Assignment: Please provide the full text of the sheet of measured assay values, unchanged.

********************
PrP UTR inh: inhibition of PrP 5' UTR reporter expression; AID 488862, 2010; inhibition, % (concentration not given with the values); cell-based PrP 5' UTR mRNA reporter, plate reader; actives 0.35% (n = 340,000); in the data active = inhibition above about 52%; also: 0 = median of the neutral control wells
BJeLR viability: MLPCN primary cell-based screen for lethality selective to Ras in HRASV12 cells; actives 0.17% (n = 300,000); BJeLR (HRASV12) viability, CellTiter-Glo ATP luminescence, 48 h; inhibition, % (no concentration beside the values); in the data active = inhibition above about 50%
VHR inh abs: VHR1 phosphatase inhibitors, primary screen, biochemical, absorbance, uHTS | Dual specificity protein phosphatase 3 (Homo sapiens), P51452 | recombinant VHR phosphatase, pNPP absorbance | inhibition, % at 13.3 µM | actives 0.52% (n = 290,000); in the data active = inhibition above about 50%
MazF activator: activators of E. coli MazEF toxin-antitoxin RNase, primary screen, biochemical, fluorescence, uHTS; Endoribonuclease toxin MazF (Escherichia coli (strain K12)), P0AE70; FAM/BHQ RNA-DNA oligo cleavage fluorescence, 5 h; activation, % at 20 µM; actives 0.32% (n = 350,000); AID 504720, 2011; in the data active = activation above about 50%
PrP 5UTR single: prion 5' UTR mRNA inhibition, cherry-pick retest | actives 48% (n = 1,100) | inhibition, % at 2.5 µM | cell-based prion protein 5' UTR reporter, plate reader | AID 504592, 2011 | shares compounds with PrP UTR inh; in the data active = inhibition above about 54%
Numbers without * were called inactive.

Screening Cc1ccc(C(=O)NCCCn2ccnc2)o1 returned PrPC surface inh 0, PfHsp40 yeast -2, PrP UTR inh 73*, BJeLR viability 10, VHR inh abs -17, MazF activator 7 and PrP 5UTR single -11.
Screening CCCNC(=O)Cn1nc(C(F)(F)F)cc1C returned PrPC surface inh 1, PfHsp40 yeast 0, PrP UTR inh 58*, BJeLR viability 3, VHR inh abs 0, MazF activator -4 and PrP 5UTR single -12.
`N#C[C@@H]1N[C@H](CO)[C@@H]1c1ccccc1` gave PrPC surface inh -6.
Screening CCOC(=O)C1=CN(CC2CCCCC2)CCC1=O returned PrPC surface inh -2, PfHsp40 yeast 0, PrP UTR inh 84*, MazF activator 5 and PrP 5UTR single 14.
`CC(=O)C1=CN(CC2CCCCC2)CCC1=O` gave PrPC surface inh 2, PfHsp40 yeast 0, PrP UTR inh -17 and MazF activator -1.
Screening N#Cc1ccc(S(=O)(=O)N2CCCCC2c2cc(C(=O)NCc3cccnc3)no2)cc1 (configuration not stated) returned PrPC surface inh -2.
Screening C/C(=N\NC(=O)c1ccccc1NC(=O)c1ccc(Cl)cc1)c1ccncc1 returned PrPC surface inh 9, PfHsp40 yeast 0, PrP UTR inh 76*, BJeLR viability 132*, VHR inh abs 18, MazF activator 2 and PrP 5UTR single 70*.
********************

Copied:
PrP UTR inh: inhibition of PrP 5' UTR reporter expression; AID 488862, 2010; inhibition, % (concentration not given with the values); cell-based PrP 5' UTR mRNA reporter, plate reader; actives 0.35% (n = 340,000); in the data active = inhibition above about 52%; also: 0 = median of the neutral control wells
BJeLR viability: MLPCN primary cell-based screen for lethality selective to Ras in HRASV12 cells; actives 0.17% (n = 300,000); BJeLR (HRASV12) viability, CellTiter-Glo ATP luminescence, 48 h; inhibition, % (no concentration beside the values); in the data active = inhibition above about 50%
VHR inh abs: VHR1 phosphatase inhibitors, primary screen, biochemical, absorbance, uHTS | Dual specificity protein phosphatase 3 (Homo sapiens), P51452 | recombinant VHR phosphatase, pNPP absorbance | inhibition, % at 13.3 µM | actives 0.52% (n = 290,000); in the data active = inhibition above about 50%
MazF activator: activators of E. coli MazEF toxin-antitoxin RNase, primary screen, biochemical, fluorescence, uHTS; Endoribonuclease toxin MazF (Escherichia coli (strain K12)), P0AE70; FAM/BHQ RNA-DNA oligo cleavage fluorescence, 5 h; activation, % at 20 µM; actives 0.32% (n = 350,000); AID 504720, 2011; in the data active = activation above about 50%
PrP 5UTR single: prion 5' UTR mRNA inhibition, cherry-pick retest | actives 48% (n = 1,100) | inhibition, % at 2.5 µM | cell-based prion protein 5' UTR reporter, plate reader | AID 504592, 2011 | shares compounds with PrP UTR inh; in the data active = inhibition above about 54%
Numbers without * were called inactive.

Screening Cc1ccc(C(=O)NCCCn2ccnc2)o1 returned PrPC surface inh 0, PfHsp40 yeast -2, PrP UTR inh 73*, BJeLR viability 10, VHR inh abs -17, MazF activator 7 and PrP 5UTR single -11.
Screening CCCNC(=O)Cn1nc(C(F)(F)F)cc1C returned PrPC surface inh 1, PfHsp40 yeast 0, PrP UTR inh 58*, BJeLR viability 3, VHR inh abs 0, MazF activator -4 and PrP 5UTR single -12.
`N#C[C@@H]1N[C@H](CO)[C@@H]1c1ccccc1` gave PrPC surface inh -6.
Screening CCOC(=O)C1=CN(CC2CCCCC2)CCC1=O returned PrPC surface inh -2, PfHsp40 yeast 0, PrP UTR inh 84*, MazF activator 5 and PrP 5UTR single 14.
`CC(=O)C1=CN(CC2CCCCC2)CCC1=O` gave PrPC surface inh 2, PfHsp40 yeast 0, PrP UTR inh -17 and MazF activator -1.
Screening N#Cc1ccc(S(=O)(=O)N2CCCCC2c2cc(C(=O)NCc3cccnc3)no2)cc1 (configuration not stated) returned PrPC surface inh -2.
Screening C/C(=N\NC(=O)c1ccccc1NC(=O)c1ccc(Cl)cc1)c1ccncc1 returned PrPC surface inh 9, PfHsp40 yeast 0, PrP UTR inh 76*, BJeLR viability 132*, VHR inh abs 18, MazF activator 2 and PrP 5UTR single 70*.